The 2020 Ford Mustang GT500 will without question be the highest-performance Mustang ever. Its 5.4-liter supercharged V-8 makes 760 horsepower and 625 lb-ft of torque through a seven-speed dual-clutch automatic, all wrapped up in an aerodynamically optimized body. It’s a seriously impressive machine, made more so by seeing how far the GT500 nameplate has come—just look at this 1968 example on auction at Barrett-Jackson’s Northeast sale.
The year 1968 was the second year of GT500 production, at which point it was still something of an aftermarket conversion, unlike today’s factory-built car. After initial assembly by Ford at its New Jersey plant as big-block-equipped Mustang fastbacks, the cars were transferred to a partner facility in Michigan and transformed with new fiberglass body panels, a distinct front fascia, ducktail spoiler, ’65 Thunderbird taillights, and plenty of additional vents and scoops.
A massively upgraded engine is a core component of any GT500, and the 1968 delivered. Under the hood was a 428-cubic-inch, 7.0-liter V-8 rated at 360 horsepower and 420 lb-ft of torque. Despite that high output, compared to 1967’s car, the 1968 GT500 was set up as more of a sporty grand tourer than pure performance machine. That’s evidenced by the car’s three-speed automatic, wood trim, and plush leather interior. The heavy-duty suspension could cope with the power while providing a smoother ride.
That’s all showcased terrifically in this GT500 for sale at Barrett-Jackson. The car is highly original, wearing Sunlit Gold paint accented by a white badge stripe above the rocker panels. Aluminum Shelby-branded 10-spoke wheels are wrapped by BF Goodrich Radial T/A tires at all four corners. Inside, saddle brown leather upholstery covers the seats and trademark Cobra-embossed armrest, and wood trim lines the steering wheel, doors, and dashboard. The glovebox has been autographed by none other than Carroll Shelby.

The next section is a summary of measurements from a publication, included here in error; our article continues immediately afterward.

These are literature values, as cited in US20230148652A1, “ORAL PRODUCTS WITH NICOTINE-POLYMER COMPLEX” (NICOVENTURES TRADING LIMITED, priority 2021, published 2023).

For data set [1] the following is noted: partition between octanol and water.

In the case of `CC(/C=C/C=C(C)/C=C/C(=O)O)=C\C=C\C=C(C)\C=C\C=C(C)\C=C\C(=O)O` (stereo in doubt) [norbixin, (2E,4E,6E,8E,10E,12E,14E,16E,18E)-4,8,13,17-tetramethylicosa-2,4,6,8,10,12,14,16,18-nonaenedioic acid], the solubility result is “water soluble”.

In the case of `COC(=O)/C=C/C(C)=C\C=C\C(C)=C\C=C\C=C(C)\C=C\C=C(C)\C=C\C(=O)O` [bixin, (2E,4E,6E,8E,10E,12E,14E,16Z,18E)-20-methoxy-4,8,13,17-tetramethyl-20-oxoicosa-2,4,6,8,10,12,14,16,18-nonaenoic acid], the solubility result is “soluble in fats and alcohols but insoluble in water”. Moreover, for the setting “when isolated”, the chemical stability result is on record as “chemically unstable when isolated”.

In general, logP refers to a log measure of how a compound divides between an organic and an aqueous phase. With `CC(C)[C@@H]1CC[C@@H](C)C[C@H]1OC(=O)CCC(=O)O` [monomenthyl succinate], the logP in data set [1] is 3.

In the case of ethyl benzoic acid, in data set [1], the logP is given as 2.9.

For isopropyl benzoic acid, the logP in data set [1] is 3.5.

The car comes with extensive documentation that proves its pedigree. That paperwork includes the original build sheet, original factory invoice, and Shelby warranty information. Thorough owner history—from the very first—is also present.
Comparing this golden GT500 to today’s car shows how far Ford has come. The computer-aided design of the 2020 model contrasts starkly to the 1968’s handcrafted aesthetic. The similarities in performance technology ends at the number of cylinders. Regardless, both are excellent examples of the Shelby’s sport-oriented ethos and focus on thrilling the driver.
Barrett-Jackson’s 4th Annual Northeast Auction is being held June 26-29, 2019, at the Mohegan Sun Casino and Resort in Connecticut. The collector-car sale will showcase hundreds of coveted vehicles, and the experts from MotorTrend will be there to bring you all the action LIVE from the auction block. You can catch Barrett-Jackson Northeast on MotorTrend Network every day of the auction and download the app for exclusive, live coverage. Need more viewing options? You can also tune in to our live stream from your web browser on June 27, June 28, and June 29.